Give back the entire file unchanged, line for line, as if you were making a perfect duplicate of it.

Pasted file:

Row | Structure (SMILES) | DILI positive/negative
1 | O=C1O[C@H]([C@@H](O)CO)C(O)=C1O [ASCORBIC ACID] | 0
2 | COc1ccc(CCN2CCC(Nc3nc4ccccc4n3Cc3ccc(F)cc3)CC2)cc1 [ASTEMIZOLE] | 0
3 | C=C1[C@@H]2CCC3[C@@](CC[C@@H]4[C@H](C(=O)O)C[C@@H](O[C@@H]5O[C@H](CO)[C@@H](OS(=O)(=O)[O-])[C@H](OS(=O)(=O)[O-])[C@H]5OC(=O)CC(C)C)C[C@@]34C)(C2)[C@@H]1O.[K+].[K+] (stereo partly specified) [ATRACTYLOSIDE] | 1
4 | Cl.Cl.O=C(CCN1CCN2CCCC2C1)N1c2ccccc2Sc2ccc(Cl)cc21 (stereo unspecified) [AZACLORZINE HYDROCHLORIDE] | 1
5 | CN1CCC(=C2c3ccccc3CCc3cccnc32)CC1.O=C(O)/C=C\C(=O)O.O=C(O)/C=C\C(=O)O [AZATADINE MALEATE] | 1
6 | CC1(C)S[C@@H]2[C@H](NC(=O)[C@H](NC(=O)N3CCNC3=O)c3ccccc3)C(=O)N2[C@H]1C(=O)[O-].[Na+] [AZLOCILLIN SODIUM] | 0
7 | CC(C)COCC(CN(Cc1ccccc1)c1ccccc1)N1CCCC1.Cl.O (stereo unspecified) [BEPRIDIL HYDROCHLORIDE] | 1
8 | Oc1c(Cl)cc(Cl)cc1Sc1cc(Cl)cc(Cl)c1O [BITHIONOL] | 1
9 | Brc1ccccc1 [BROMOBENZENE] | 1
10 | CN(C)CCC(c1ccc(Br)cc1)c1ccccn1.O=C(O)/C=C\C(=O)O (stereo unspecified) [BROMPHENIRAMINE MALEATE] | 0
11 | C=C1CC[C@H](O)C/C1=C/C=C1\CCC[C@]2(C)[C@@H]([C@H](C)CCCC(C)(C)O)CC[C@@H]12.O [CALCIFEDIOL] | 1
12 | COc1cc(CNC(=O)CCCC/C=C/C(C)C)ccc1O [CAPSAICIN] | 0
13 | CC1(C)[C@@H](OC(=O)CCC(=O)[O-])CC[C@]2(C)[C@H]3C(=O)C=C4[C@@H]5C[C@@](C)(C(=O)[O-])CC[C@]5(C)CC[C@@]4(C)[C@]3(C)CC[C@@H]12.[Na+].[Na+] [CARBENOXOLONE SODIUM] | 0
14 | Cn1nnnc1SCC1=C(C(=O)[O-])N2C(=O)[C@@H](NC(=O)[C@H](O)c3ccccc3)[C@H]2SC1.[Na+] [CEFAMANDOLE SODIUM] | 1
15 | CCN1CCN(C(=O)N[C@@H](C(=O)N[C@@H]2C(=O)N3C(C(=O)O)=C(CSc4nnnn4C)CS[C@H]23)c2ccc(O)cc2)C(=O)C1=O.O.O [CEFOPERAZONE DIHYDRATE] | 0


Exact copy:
Row | Structure (SMILES) | DILI positive/negative
1 | O=C1O[C@H]([C@@H](O)CO)C(O)=C1O [ASCORBIC ACID] | 0
2 | COc1ccc(CCN2CCC(Nc3nc4ccccc4n3Cc3ccc(F)cc3)CC2)cc1 [ASTEMIZOLE] | 0
3 | C=C1[C@@H]2CCC3[C@@](CC[C@@H]4[C@H](C(=O)O)C[C@@H](O[C@@H]5O[C@H](CO)[C@@H](OS(=O)(=O)[O-])[C@H](OS(=O)(=O)[O-])[C@H]5OC(=O)CC(C)C)C[C@@]34C)(C2)[C@@H]1O.[K+].[K+] (stereo partly specified) [ATRACTYLOSIDE] | 1
4 | Cl.Cl.O=C(CCN1CCN2CCCC2C1)N1c2ccccc2Sc2ccc(Cl)cc21 (stereo unspecified) [AZACLORZINE HYDROCHLORIDE] | 1
5 | CN1CCC(=C2c3ccccc3CCc3cccnc32)CC1.O=C(O)/C=C\C(=O)O.O=C(O)/C=C\C(=O)O [AZATADINE MALEATE] | 1
6 | CC1(C)S[C@@H]2[C@H](NC(=O)[C@H](NC(=O)N3CCNC3=O)c3ccccc3)C(=O)N2[C@H]1C(=O)[O-].[Na+] [AZLOCILLIN SODIUM] | 0
7 | CC(C)COCC(CN(Cc1ccccc1)c1ccccc1)N1CCCC1.Cl.O (stereo unspecified) [BEPRIDIL HYDROCHLORIDE] | 1
8 | Oc1c(Cl)cc(Cl)cc1Sc1cc(Cl)cc(Cl)c1O [BITHIONOL] | 1
9 | Brc1ccccc1 [BROMOBENZENE] | 1
10 | CN(C)CCC(c1ccc(Br)cc1)c1ccccn1.O=C(O)/C=C\C(=O)O (stereo unspecified) [BROMPHENIRAMINE MALEATE] | 0
11 | C=C1CC[C@H](O)C/C1=C/C=C1\CCC[C@]2(C)[C@@H]([C@H](C)CCCC(C)(C)O)CC[C@@H]12.O [CALCIFEDIOL] | 1
12 | COc1cc(CNC(=O)CCCC/C=C/C(C)C)ccc1O [CAPSAICIN] | 0
13 | CC1(C)[C@@H](OC(=O)CCC(=O)[O-])CC[C@]2(C)[C@H]3C(=O)C=C4[C@@H]5C[C@@](C)(C(=O)[O-])CC[C@]5(C)CC[C@@]4(C)[C@]3(C)CC[C@@H]12.[Na+].[Na+] [CARBENOXOLONE SODIUM] | 0
14 | Cn1nnnc1SCC1=C(C(=O)[O-])N2C(=O)[C@@H](NC(=O)[C@H](O)c3ccccc3)[C@H]2SC1.[Na+] [CEFAMANDOLE SODIUM] | 1
15 | CCN1CCN(C(=O)N[C@@H](C(=O)N[C@@H]2C(=O)N3C(C(=O)O)=C(CSc4nnnn4C)CS[C@H]23)c2ccc(O)cc2)C(=O)C1=O.O.O [CEFOPERAZONE DIHYDRATE] | 0